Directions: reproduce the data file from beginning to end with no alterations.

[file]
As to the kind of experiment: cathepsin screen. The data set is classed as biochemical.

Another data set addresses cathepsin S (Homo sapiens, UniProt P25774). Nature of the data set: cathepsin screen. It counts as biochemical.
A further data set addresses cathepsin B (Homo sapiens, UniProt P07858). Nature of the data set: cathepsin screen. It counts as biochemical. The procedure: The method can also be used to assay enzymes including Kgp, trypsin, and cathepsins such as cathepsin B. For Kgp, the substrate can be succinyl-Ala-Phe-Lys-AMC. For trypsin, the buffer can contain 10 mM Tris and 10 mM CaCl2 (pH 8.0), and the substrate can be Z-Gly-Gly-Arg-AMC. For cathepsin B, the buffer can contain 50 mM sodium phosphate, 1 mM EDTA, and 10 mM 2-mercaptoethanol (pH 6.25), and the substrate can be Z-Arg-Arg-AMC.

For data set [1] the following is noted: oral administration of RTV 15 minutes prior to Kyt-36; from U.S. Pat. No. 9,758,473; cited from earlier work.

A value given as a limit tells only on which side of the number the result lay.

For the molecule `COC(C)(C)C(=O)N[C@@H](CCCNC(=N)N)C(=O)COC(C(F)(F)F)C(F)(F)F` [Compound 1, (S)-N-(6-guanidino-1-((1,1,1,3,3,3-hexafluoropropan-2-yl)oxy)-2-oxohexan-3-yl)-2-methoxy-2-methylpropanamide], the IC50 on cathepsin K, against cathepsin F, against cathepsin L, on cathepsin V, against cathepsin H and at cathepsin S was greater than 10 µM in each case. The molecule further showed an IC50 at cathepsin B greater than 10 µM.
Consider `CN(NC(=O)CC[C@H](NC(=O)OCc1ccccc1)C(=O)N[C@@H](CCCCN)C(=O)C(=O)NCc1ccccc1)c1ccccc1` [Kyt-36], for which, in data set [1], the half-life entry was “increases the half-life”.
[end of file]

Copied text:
As to the kind of experiment: cathepsin screen. The data set is classed as biochemical.

Another data set addresses cathepsin S (Homo sapiens, UniProt P25774). Nature of the data set: cathepsin screen. It counts as biochemical.
A further data set addresses cathepsin B (Homo sapiens, UniProt P07858). Nature of the data set: cathepsin screen. It counts as biochemical. The procedure: The method can also be used to assay enzymes including Kgp, trypsin, and cathepsins such as cathepsin B. For Kgp, the substrate can be succinyl-Ala-Phe-Lys-AMC. For trypsin, the buffer can contain 10 mM Tris and 10 mM CaCl2 (pH 8.0), and the substrate can be Z-Gly-Gly-Arg-AMC. For cathepsin B, the buffer can contain 50 mM sodium phosphate, 1 mM EDTA, and 10 mM 2-mercaptoethanol (pH 6.25), and the substrate can be Z-Arg-Arg-AMC.

For data set [1] the following is noted: oral administration of RTV 15 minutes prior to Kyt-36; from U.S. Pat. No. 9,758,473; cited from earlier work.

A value given as a limit tells only on which side of the number the result lay.

For the molecule `COC(C)(C)C(=O)N[C@@H](CCCNC(=N)N)C(=O)COC(C(F)(F)F)C(F)(F)F` [Compound 1, (S)-N-(6-guanidino-1-((1,1,1,3,3,3-hexafluoropropan-2-yl)oxy)-2-oxohexan-3-yl)-2-methoxy-2-methylpropanamide], the IC50 on cathepsin K, against cathepsin F, against cathepsin L, on cathepsin V, against cathepsin H and at cathepsin S was greater than 10 µM in each case. The molecule further showed an IC50 at cathepsin B greater than 10 µM.
Consider `CN(NC(=O)CC[C@H](NC(=O)OCc1ccccc1)C(=O)N[C@@H](CCCCN)C(=O)C(=O)NCc1ccccc1)c1ccccc1` [Kyt-36], for which, in data set [1], the half-life entry was “increases the half-life”.